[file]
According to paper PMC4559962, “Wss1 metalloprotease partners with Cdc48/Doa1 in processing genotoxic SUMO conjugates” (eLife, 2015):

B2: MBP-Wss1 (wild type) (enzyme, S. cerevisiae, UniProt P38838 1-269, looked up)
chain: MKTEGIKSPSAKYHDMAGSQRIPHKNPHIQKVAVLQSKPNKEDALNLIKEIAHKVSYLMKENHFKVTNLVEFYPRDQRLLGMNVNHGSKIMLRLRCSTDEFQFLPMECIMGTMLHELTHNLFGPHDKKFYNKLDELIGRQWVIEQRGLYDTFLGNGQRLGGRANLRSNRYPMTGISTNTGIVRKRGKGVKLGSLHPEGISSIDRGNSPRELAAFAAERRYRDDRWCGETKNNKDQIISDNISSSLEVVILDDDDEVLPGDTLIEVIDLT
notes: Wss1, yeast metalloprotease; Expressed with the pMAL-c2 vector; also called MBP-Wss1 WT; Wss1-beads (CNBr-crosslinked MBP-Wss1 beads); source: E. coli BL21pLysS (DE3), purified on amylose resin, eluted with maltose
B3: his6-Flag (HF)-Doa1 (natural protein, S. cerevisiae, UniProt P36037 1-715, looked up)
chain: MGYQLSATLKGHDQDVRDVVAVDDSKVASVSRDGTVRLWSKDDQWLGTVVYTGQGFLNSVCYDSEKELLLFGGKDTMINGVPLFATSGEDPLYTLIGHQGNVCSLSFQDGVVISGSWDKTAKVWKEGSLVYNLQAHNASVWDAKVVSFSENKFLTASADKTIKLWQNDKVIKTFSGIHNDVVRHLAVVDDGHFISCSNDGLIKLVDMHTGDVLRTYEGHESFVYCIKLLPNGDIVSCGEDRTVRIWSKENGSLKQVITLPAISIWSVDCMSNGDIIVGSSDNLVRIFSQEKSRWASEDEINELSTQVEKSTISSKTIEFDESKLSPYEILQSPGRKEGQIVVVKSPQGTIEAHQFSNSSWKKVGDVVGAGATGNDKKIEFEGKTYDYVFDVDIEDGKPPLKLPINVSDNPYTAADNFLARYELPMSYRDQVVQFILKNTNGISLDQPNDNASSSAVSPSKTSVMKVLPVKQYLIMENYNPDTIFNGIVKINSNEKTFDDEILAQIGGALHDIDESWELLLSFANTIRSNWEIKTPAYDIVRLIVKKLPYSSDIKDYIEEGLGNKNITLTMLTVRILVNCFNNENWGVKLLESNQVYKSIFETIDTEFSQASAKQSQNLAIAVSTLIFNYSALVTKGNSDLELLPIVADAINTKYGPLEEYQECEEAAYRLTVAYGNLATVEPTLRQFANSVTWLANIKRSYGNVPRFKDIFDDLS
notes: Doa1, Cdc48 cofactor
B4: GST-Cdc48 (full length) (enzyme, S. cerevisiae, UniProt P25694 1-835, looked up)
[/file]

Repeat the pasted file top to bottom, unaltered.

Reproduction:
According to paper PMC4559962, “Wss1 metalloprotease partners with Cdc48/Doa1 in processing genotoxic SUMO conjugates” (eLife, 2015):

B2: MBP-Wss1 (wild type) (enzyme, S. cerevisiae, UniProt P38838 1-269, looked up)
chain: MKTEGIKSPSAKYHDMAGSQRIPHKNPHIQKVAVLQSKPNKEDALNLIKEIAHKVSYLMKENHFKVTNLVEFYPRDQRLLGMNVNHGSKIMLRLRCSTDEFQFLPMECIMGTMLHELTHNLFGPHDKKFYNKLDELIGRQWVIEQRGLYDTFLGNGQRLGGRANLRSNRYPMTGISTNTGIVRKRGKGVKLGSLHPEGISSIDRGNSPRELAAFAAERRYRDDRWCGETKNNKDQIISDNISSSLEVVILDDDDEVLPGDTLIEVIDLT
notes: Wss1, yeast metalloprotease; Expressed with the pMAL-c2 vector; also called MBP-Wss1 WT; Wss1-beads (CNBr-crosslinked MBP-Wss1 beads); source: E. coli BL21pLysS (DE3), purified on amylose resin, eluted with maltose
B3: his6-Flag (HF)-Doa1 (natural protein, S. cerevisiae, UniProt P36037 1-715, looked up)
chain: MGYQLSATLKGHDQDVRDVVAVDDSKVASVSRDGTVRLWSKDDQWLGTVVYTGQGFLNSVCYDSEKELLLFGGKDTMINGVPLFATSGEDPLYTLIGHQGNVCSLSFQDGVVISGSWDKTAKVWKEGSLVYNLQAHNASVWDAKVVSFSENKFLTASADKTIKLWQNDKVIKTFSGIHNDVVRHLAVVDDGHFISCSNDGLIKLVDMHTGDVLRTYEGHESFVYCIKLLPNGDIVSCGEDRTVRIWSKENGSLKQVITLPAISIWSVDCMSNGDIIVGSSDNLVRIFSQEKSRWASEDEINELSTQVEKSTISSKTIEFDESKLSPYEILQSPGRKEGQIVVVKSPQGTIEAHQFSNSSWKKVGDVVGAGATGNDKKIEFEGKTYDYVFDVDIEDGKPPLKLPINVSDNPYTAADNFLARYELPMSYRDQVVQFILKNTNGISLDQPNDNASSSAVSPSKTSVMKVLPVKQYLIMENYNPDTIFNGIVKINSNEKTFDDEILAQIGGALHDIDESWELLLSFANTIRSNWEIKTPAYDIVRLIVKKLPYSSDIKDYIEEGLGNKNITLTMLTVRILVNCFNNENWGVKLLESNQVYKSIFETIDTEFSQASAKQSQNLAIAVSTLIFNYSALVTKGNSDLELLPIVADAINTKYGPLEEYQECEEAAYRLTVAYGNLATVEPTLRQFANSVTWLANIKRSYGNVPRFKDIFDDLS
notes: Doa1, Cdc48 cofactor
B4: GST-Cdc48 (full length) (enzyme, S. cerevisiae, UniProt P25694 1-835, looked up)